It’s probably the most beautiful play I have ever been in

She says when she first read the script she was struck how “ very cross and stroppy” her character was.

“All she seemed to be doing was shouting and baking and as an actor you have to look and go, well nobody’s just like that, you have to figure out why.

“Is she just horrible or is she under stress and strain? And it turns out she is because of her position where the stakes are very high.

“You can’t serve cold food or lumpy sauce or you would be out of a job. And that’s why she got ratty and the youngsters got shouted at and I think she was fond of Daisy {the kitchen maid played by Sophie McShera} and she wanted her to be the best and to make sure she had a future.”

Because of the success of Downton Abbey in the States she was encouraged to go to LA to try out for work and has had a home there ever since.

“I did TV and I do quite a lot of cartoons,” she reports. “I do voices for Goldie and Bear, Tom and Jerry. I do one over here called Sarah and Duck but it’s more over there, I don’t know why.”

She had a part especially written for her in comedy-drama series The Catch “It was the exact opposite of Mrs Patmore. She’s a psychotic cow and she’s posh, well not posh, but she’s the head of a gangland firm. It ran for two seasons. That was exciting to do something so different.”

Nicol is also developing a one-woman “semi-autobiographical” show, How The Hell Did I Get Here?, with American song-writer Mark Mueller. “I gave it a trial here at the Guildhall School of Music and Drama for friends and family and I did a fund-raiser for a charity I support, Animals Asia, rescuing moonbears in China,” With 160 million viewers to Downton in China her profile was able to help the cause. She also supports an English charity called Medical Detection Dogs where canines are trained to detect disorders in humans.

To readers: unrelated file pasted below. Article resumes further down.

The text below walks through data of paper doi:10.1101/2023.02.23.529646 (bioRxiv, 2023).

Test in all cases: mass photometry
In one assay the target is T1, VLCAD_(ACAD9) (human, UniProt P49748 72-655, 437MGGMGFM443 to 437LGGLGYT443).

She’s an experienced musical theatre performer, having been in the original Mamma Mia cast in the West End, and now by day in London she has been rehearsing for a production of Annie in Toronto.

“As soon as I finish in Sheffield I will go home to LA for three days and then be in Toronto for seven weeks.”

California is home because that’s where her husband, spiritual practitioner David Keith, and three dogs reside. “We live a very simple life, people think it is all very glamorous and showbizzy. My favourite thing is to walk my dogs on the beach, go whale watching, have hummingbirds in the garden, that sort of thing, the sunshine. I wouldn’t go anywhere just for the weather, it would have to be more than that.”

This is her first stage appearance for eight years. “When it was suggested to me I was thrilled with the part and to be at the Donmar and Sheffield was the cherry on the cake really. It will be really interesting to do it in Yorkshire. It will be different.”

She grew up in Earlham, outside Manchester, but knows Sheffield from the Eighties, appearing at the Crucible in Canterbury Tales directed by Stephen Daldry and also Alan Bleasdale’s It’s a Madhouse with Bobby Knutt.

“I have made a living for 40-odd years and am pretty proud of that but efore Downton I wasn’t a household name,” she reflects. “What I love about all that is people telling me you can’t get parts after you’re 45 and I am very happy to stand up and say I got the best part in the world when I was fifty something so don’t listen to that. And I met my husband late in life . Don’t ever think you are too old to fall in love with someone or make something of your life .”

The York Realist is at the Crucible from March 27 to April 7.